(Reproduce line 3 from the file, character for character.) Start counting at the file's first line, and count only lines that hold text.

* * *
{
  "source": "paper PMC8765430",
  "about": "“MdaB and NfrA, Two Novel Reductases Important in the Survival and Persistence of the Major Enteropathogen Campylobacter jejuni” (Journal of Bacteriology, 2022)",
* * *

  "about": "“MdaB and NfrA, Two Novel Reductases Important in the Survival and Persistence of the Major Enteropathogen Campylobacter jejuni” (Journal of Bacteriology, 2022)",